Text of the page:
Why would one invent being a Holocaust survivor? Although we cannot give an account of the personal motives which caused Wilkomirski's act, we can nonetheless give a theory of how such testimony is grounded in changes in contemporary society. In recent years the growing obsession with memory and trauma has created an idea that one needs to constantly make oneself heard, while there is at the same time no one who can hear the revelations. It can even be speculated that it is precisely the inexistence of the agency which is to hear the subject that incited the testimony-industry, as well as recovered memory therapy. Lacanian psychoanalysis has widely discussed the changes in the perception of the big Other that happened in contemporary society. Jacques-Alain Miller and Eric Laurent4 have especially analyzed the emergence of the various ethical committees as an answer to the nonexistence of the big Other. As is well known from Lacan, the big Other as a coherent symbolic order does not exist; however, it nonetheless functions, i.e. the subjects' belief in it has a significant impact on their lives. Today, subjects identify less and less with social institutions, rituals and authorities, and instead are constantly searching for what is supposed to be behind the fictional character of the big Other. However, in this process of freeing the subject from the big Other, one can also observe the subject's anger and disappointment in regard to the very authority of the big Other. It thus appears as if it was not the subject who recognized that the big Other does not exist and that the authority is just a fraud, but that the big Other has somehow "betrayed" the subject. The father's authority, for example, revealed itself only as a mask of his impotence; the social rituals in institutions appear more and more as a farce. However, this apparent liberation of the subject from authority can also be understood as a "forced" choice that the subject had to make when he or she acknowledged the impotence of the authority.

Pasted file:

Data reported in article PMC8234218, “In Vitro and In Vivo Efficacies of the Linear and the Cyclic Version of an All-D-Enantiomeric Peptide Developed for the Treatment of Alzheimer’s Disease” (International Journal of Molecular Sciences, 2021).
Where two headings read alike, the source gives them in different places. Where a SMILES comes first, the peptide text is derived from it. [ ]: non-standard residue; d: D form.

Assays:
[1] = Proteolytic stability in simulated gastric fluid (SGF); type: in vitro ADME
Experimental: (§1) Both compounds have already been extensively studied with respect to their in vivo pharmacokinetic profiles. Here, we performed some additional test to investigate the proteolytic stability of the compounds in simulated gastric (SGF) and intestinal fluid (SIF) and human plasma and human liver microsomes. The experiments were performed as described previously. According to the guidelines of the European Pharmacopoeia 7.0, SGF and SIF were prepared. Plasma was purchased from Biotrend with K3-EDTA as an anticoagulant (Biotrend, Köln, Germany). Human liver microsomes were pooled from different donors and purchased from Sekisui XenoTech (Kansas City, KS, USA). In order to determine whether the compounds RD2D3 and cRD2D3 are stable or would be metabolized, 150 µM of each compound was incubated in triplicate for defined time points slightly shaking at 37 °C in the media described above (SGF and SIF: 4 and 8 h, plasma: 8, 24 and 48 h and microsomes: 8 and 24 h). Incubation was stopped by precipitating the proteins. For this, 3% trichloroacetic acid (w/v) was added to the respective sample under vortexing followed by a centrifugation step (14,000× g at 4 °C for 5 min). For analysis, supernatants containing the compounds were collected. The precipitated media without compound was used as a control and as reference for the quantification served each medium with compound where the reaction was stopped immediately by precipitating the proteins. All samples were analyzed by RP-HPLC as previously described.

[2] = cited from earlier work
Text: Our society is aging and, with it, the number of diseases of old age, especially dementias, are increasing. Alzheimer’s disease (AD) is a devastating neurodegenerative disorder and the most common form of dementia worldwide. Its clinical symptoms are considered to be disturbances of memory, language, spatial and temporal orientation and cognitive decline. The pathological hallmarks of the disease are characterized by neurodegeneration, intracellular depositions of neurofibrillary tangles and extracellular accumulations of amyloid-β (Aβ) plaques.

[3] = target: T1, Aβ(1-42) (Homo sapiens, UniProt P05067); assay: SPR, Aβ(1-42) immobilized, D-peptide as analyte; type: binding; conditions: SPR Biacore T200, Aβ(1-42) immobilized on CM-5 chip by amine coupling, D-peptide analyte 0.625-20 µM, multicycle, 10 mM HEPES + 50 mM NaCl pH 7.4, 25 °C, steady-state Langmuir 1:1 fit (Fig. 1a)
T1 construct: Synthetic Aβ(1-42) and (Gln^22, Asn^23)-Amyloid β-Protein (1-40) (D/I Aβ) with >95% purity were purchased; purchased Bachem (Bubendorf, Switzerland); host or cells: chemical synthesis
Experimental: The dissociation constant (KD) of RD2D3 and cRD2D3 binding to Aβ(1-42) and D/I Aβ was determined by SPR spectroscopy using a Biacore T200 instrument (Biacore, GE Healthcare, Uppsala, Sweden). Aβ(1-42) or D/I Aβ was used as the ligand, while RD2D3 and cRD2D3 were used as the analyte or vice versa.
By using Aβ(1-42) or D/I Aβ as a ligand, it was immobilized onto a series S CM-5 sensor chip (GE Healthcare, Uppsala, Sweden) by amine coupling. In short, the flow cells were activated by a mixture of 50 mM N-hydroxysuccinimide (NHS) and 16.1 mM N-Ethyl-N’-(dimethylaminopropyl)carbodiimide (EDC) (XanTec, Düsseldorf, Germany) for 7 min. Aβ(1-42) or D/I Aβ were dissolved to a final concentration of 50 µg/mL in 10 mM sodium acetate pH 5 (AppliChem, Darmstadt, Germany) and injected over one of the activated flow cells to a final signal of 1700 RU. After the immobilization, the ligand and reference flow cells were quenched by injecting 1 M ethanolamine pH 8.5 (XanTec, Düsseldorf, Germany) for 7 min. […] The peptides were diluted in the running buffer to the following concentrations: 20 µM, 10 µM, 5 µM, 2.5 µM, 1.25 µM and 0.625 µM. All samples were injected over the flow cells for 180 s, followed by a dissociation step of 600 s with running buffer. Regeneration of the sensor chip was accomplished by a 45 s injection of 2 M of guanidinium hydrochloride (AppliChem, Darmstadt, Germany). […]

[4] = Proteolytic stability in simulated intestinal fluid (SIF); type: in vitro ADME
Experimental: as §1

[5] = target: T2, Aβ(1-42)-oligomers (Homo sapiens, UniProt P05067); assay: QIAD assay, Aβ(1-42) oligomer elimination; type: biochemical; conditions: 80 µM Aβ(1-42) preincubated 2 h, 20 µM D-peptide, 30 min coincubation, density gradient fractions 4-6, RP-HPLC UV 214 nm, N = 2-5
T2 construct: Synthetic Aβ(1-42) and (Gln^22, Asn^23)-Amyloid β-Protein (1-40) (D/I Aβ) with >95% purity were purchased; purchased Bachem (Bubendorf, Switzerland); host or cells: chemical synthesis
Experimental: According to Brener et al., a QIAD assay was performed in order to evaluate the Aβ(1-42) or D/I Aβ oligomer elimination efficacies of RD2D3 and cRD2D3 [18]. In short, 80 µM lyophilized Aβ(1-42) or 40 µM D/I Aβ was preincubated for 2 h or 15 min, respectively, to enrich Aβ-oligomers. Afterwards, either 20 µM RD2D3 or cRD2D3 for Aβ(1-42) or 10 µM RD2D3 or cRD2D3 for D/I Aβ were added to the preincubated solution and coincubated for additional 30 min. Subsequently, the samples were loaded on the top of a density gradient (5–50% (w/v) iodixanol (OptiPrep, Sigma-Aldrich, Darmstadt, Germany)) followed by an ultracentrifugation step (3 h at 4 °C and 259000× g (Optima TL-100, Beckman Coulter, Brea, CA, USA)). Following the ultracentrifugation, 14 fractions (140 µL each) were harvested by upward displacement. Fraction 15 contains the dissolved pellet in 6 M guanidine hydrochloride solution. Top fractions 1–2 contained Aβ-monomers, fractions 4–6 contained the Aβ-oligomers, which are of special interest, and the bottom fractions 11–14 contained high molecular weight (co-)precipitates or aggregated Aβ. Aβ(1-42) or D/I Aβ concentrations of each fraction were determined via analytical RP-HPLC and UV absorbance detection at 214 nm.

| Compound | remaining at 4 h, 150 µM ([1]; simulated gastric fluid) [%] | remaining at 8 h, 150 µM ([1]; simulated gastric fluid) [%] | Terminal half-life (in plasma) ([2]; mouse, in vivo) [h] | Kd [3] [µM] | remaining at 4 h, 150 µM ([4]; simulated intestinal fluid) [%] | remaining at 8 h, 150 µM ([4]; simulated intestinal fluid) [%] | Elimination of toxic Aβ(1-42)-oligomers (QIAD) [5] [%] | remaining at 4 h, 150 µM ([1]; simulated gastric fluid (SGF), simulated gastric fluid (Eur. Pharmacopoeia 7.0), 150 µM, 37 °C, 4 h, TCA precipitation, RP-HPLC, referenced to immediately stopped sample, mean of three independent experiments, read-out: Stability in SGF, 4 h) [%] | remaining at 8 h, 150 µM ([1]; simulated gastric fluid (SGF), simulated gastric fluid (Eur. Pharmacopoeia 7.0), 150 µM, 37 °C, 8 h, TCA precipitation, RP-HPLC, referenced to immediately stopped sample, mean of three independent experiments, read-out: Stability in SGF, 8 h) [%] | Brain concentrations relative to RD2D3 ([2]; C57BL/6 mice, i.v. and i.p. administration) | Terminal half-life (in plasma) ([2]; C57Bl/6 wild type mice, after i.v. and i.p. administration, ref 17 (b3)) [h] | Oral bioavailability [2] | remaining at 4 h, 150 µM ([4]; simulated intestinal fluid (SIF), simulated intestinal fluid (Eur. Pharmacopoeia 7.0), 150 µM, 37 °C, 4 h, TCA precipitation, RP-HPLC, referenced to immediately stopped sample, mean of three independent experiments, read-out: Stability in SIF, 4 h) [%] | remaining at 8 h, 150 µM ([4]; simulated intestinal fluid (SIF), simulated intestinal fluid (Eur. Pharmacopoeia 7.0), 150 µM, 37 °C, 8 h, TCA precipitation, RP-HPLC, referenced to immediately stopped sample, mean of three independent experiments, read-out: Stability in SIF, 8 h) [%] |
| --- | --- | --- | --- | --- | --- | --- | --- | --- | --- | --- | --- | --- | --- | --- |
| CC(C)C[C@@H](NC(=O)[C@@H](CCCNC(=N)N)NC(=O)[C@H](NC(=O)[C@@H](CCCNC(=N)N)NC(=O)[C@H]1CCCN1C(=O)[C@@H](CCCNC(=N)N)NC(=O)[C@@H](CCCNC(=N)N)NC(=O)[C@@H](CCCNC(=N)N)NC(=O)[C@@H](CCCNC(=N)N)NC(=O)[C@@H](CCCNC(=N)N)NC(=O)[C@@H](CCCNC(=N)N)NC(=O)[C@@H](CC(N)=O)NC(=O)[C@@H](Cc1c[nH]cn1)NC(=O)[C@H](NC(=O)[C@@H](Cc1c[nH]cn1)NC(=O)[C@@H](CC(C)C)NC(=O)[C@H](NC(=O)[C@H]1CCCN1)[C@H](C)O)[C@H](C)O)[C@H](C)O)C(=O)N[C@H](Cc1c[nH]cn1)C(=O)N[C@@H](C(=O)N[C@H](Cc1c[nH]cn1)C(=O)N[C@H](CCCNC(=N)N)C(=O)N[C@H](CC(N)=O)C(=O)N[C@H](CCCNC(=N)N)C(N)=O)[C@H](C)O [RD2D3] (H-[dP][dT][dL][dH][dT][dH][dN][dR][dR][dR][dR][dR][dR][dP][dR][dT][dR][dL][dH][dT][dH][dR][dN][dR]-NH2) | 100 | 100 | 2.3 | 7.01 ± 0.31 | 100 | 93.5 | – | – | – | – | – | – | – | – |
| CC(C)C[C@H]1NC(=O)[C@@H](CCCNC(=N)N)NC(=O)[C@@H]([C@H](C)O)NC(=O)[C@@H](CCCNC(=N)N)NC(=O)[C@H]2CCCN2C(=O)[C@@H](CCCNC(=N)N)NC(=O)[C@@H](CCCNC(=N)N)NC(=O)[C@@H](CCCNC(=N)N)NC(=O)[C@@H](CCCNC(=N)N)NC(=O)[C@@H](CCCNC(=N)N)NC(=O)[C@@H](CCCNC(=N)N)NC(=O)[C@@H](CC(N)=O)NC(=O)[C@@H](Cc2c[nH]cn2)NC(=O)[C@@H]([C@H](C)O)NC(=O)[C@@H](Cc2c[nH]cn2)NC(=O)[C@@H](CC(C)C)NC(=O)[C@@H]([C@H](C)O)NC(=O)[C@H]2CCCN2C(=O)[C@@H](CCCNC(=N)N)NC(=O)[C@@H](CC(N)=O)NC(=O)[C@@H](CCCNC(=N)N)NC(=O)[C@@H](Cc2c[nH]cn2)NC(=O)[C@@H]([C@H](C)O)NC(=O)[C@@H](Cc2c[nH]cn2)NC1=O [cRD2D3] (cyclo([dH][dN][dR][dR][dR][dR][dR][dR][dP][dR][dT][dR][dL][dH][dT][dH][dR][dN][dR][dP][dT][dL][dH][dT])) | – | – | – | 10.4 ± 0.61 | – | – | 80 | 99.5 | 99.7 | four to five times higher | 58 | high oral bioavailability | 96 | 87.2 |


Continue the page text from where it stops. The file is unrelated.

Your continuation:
The emergence of testimony and repressed memory should be analyzed precisely in light of the subject's changed relationship towards the big Other. First, one finds in today's society an emergence of new individualism. The subject is more and more perceived as a creator of his or her identity and identifies less and less with the values of his family, community, or state.